“All State and public officers with pre-existing medical conditions and/or aged 58 years and above serving in CSG5 (job group ‘S’) and below or their equivalents should forthwith work from home,” read the document,” read the document.
To ensure that those working from home deliver, the Public Service directs that there be clear assignments and targets tasked for the period designated and a clear reporting line to monitor and review work done.
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Others measures outlined in the document include the provision of personal protective equipment to staff, provision of sanitizers and access to washing facilities fitted with soap and water, temperature checks for all staff and clients entering public offices regular fumigation of office premises and vehicles and minimizing of visitors except by prior appointments.
Officers who contract the virus and come back to work after quarantine or isolation period will be required to follow specific directives such as obtaining clearance from the isolation facility certified by the designated persons indicating that the public officer is free and safe from Covid-19. The officer will also be required to stay away from duty station for a period of seven days after the date of medical certification.
“The period a public officer spends in quarantine or isolation due to Covid-19, shall be treated as sick leave and shall be subject to the Provisions of the Human Resource Policy and procedures Manual for the Public Service(May,2016),” read the document.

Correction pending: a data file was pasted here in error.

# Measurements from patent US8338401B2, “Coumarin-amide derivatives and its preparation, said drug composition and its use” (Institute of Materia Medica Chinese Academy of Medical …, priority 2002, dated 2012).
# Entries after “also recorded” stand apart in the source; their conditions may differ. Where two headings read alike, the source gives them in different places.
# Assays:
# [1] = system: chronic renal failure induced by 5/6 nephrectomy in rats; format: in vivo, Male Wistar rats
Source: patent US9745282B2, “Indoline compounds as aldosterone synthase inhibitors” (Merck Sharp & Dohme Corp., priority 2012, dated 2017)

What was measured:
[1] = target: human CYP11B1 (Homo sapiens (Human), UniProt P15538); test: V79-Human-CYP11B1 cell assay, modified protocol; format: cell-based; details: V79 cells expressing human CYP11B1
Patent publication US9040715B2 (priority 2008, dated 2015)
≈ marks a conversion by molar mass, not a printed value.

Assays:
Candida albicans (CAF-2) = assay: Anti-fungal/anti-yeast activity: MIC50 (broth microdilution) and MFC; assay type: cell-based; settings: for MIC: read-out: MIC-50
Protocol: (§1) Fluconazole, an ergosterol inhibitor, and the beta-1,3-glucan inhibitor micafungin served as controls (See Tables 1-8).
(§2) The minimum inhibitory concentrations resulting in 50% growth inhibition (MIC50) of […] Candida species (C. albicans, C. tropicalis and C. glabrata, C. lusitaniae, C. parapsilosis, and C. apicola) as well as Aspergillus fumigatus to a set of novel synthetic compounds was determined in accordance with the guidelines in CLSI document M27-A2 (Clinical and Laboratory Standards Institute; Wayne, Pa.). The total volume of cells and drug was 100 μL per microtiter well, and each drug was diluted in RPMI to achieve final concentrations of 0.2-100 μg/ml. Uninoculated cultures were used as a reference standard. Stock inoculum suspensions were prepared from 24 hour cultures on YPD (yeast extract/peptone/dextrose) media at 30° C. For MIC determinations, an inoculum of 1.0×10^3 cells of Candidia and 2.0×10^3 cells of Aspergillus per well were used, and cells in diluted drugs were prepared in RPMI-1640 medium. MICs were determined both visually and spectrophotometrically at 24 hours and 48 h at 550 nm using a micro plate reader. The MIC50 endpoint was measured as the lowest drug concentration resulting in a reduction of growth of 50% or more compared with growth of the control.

The service has also made discrimination and stigmatization an offence and has guaranteed those affected with the virus to receive adequate access to mental health and psychosocial supported offered by the government.
The new directives targeting the Public Services come at a time when Kenyans have increasingly shown lack of strict observance of the issued guidelines even as the number of positive Covid-19 cases skyrocket to 13,771 and leaving 238 dead as of today.
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Principal Secretaries/ Accounting Officers will be personally responsible for effective enforcement and compliance of the current guidelines and any future directives issued to mitigate the spread of Covid-19.
Uhuru convenes summit to review rising Covid-19 cases: The Standard
President Uhuru Kenyatta (pictured) will on Friday, July 24, meet governors following the ballooning Covid-19 infections in recent days.
The session will among other things review the efficacy of the containment measures in place and review the impact of the phased easing of the restrictions, State House said in a statement.
This story is being updated.
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Drastic life changes affecting mental health